Relationships and Sexual Education

 

Dear Parents,

 

We believe that promoting the health and well-being of our pupils is an important part of their overall education. One approach at DBIS we use is through our Learning for Life Programme (LFL). This looks at many topics including all kinds of relationships, physical/emotional health and living in the wider world. The aim of the Learning for Life course is to help our pupils make safe and informed decisions during their school years and beyond.

Relationships and Sexual Education (RSE) is an important part of the LFL course. We teach lessons about RSE in Early Years and Primary during Term 3 and throughout different parts of the school year in Secondary. Due to the recent COVID-19 closures, within the 2020/21 academic year, we will also be teaching some content in Term 1 to ensure our students have the recommended coverage.

The Primary School objectives are to provide a critical foundation for learners while exploring attitudes to help young people shape their understanding of themselves, and the world to better understand their body terminology. As students approach Year 5, the content of lessons starts to explore Puberty, Body Image and, in Year 6, the knowledge of reproduction. At the same time, skills such as communication, listening, refusal, decision-making and negotiation; interpersonal; critical-thinking; building self-awareness; developing empathy; accessing reliable information or services; challenging stigma and discrimination; and advocating for rights are also being explored.

 

The forthcoming lessons will cover in age-appropriate knowledge and understanding:

 

6.1 Sexual and Reproductive Anatomy and Physiology

 

Key idea: Everyone’s body has parts involved in one’s health and reproduction, and it is common for children to have questions about them.

Learners will be able to:

▶ describe the body parts involved with sexual health and reproduction (knowledge);

▶ acknowledge that it is normal to be curious and have questions about their bodies and sexual functions (attitudinal);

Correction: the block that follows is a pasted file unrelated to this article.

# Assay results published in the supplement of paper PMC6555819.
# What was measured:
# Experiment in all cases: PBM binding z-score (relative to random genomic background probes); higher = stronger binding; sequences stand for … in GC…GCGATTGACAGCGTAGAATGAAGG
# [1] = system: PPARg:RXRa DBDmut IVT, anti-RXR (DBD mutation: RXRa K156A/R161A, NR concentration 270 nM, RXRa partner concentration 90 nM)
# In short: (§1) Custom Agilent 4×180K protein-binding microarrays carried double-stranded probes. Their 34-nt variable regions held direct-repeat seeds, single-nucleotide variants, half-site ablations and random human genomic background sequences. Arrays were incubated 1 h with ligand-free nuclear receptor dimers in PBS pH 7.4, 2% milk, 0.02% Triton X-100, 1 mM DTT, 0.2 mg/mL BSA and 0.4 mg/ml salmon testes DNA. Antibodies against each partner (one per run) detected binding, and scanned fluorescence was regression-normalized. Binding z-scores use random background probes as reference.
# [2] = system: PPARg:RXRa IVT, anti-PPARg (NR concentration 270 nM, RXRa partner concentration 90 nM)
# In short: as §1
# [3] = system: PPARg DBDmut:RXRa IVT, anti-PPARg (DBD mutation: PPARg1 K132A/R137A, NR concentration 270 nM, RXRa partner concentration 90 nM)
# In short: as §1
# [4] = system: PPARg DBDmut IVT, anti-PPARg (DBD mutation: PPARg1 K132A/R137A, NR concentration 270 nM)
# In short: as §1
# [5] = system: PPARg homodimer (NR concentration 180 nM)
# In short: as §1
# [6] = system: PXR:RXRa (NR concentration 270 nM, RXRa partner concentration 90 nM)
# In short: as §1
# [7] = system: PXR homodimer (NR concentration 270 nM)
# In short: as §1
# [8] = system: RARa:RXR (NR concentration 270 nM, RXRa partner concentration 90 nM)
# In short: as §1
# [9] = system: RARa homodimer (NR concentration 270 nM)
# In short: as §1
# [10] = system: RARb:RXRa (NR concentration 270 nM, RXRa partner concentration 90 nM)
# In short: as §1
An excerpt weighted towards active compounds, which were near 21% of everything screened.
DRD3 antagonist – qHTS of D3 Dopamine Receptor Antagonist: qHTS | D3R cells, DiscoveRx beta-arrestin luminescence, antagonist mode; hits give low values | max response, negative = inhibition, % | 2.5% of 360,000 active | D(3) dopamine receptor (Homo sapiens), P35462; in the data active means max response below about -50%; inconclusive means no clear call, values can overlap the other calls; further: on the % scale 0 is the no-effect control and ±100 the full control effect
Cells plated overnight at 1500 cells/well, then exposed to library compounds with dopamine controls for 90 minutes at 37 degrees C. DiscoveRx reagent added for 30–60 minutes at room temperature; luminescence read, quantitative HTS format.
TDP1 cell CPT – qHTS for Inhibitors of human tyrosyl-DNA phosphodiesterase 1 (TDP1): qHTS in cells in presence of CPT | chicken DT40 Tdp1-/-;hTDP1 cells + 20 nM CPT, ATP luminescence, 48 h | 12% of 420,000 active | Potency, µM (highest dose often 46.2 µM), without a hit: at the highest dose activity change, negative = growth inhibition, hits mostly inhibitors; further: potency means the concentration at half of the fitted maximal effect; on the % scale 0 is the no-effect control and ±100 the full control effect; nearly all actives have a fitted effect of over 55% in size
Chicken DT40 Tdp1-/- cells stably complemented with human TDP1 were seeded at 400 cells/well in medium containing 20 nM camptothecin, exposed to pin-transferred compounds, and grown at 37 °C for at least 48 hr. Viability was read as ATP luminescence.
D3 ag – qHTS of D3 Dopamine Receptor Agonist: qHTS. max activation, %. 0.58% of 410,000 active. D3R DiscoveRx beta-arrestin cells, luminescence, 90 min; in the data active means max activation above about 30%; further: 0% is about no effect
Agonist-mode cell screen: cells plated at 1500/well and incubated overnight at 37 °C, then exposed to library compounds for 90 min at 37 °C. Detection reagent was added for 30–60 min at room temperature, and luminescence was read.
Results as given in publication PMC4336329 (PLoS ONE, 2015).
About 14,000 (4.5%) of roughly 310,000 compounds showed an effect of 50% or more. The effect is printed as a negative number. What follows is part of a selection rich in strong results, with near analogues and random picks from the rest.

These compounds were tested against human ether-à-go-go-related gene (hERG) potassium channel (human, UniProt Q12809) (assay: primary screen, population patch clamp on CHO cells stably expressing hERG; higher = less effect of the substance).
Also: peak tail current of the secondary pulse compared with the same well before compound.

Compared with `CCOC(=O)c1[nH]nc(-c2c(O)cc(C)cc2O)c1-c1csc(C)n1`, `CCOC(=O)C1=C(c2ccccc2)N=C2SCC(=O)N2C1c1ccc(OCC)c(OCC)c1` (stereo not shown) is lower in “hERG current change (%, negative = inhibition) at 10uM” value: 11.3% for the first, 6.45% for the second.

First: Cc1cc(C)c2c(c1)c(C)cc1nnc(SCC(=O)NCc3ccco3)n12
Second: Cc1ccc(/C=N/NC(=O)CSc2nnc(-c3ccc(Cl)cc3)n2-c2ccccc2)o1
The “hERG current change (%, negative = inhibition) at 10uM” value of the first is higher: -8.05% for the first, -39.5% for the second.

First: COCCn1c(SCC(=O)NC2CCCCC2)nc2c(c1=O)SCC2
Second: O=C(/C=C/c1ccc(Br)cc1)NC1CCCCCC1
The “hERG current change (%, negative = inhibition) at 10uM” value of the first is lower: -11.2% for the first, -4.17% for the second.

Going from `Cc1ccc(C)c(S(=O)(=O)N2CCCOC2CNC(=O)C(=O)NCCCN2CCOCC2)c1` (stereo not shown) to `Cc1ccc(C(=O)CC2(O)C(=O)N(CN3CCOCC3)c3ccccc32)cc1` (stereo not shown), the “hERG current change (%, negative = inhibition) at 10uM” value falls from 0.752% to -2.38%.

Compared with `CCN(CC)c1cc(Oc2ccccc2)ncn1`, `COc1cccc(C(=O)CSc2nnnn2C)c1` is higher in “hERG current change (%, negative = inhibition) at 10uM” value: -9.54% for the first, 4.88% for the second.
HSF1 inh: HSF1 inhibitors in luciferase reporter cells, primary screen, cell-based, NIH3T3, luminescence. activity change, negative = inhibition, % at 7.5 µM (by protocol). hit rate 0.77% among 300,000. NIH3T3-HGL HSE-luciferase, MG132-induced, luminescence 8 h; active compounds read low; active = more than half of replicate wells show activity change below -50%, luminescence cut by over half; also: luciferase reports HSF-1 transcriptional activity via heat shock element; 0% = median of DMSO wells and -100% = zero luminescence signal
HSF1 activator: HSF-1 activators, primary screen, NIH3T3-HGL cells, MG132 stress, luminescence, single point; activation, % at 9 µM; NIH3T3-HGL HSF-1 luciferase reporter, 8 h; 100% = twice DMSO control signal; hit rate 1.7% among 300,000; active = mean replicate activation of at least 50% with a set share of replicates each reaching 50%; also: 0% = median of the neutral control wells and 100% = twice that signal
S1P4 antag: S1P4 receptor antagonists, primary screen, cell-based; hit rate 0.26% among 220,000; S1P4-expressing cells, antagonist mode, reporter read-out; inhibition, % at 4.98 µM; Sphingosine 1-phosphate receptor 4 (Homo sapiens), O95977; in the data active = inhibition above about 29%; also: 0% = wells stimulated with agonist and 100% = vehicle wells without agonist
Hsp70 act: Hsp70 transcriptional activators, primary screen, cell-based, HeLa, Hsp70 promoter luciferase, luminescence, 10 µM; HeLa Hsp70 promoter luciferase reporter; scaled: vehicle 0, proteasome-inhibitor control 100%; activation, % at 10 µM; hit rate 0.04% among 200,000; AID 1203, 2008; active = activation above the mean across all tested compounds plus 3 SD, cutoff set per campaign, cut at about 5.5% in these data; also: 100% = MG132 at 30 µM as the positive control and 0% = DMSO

▶ acknowledge that everyone’s body is unique and that variations exist in size, shape, functioning and characteristics (attitudinal);

▶ identify a trusted adult to whom they can ask questions, and demonstrate ways to ask about sexual and reproductive anatomy and physiology (skill).

 

6.3 Puberty

 

Key idea: Puberty signals changes in a person’s reproductive capability

Learners will be able to:

▶ describe the process of puberty and the maturation of the sexual and reproductive system (knowledge);

▶ list the major physical and emotional changes that take place during puberty (knowledge);

▶ demonstrate ways to find credible information about puberty (skill).

 

Key idea: During puberty, hygiene is important to keep one’s sexual and reproductive anatomy clean and healthy Learners will be able to:

▶ describe personal hygiene and sanitation practices (knowledge);

▶ appreciate the importance of personal hygiene (attitudinal);

▶ apply their understanding of hygiene to a personal plan for staying healthy while growing up (skill).

 

Key idea: Menstruation is a normal and natural part of a girls’ physical development and should not be treated with secrecy or stigma

Learners will be able to:

▶ describe the menstrual cycle and identify the various physical symptoms and feelings that girls may experience during this time (knowledge);

▶ describe how to access, use and dispose of sanitary pads and other menstrual aids (knowledge).

 

During the course, pupils will be able to ask questions, which will be answered factually and in an age appropriate manner. Each pupil’s privacy will be respected, and no one will be asked to reveal personal information. 

 

Parents can withdraw their children from SRE if they wish to do so. However, we believe that the presentation of sexual images in social and other media make it important that all young people have a place to discuss pressures, check facts and dispel myths. Even if a child is withdrawn, many pupils will discuss such issues with each other outside the classroom – so, rather than hear about the content second-hand, we hope all children will have the opportunity to take part in our carefully planned lessons.

 

Many parents and parent-related organisations support good quality RSE in school. Parents are the most important educators of young people in personal issues and many welcome the support that school can offer to supplement their home teaching.

You may find that your child starts asking questions about the topic at home, or you might want to take the opportunity to talk to your child about issues before the work is covered in school. If you have any queries about the content of the programme or resources used, please do not hesitate in contacting the school. All materials used are available for you to browse through should you so wish.

 

Further information regarding the content of the progressive RSE curriculum will be shared by Jason Broderick, Head of Wellbeing, during a parent workshop in Term 1. If before then you wish to enquire please feel free to contact him on [email protected]  

 

Kind regards,

 

Rachel Ashcroft and Alison Hones

Year Group Leaders for Years 5 and 6

 

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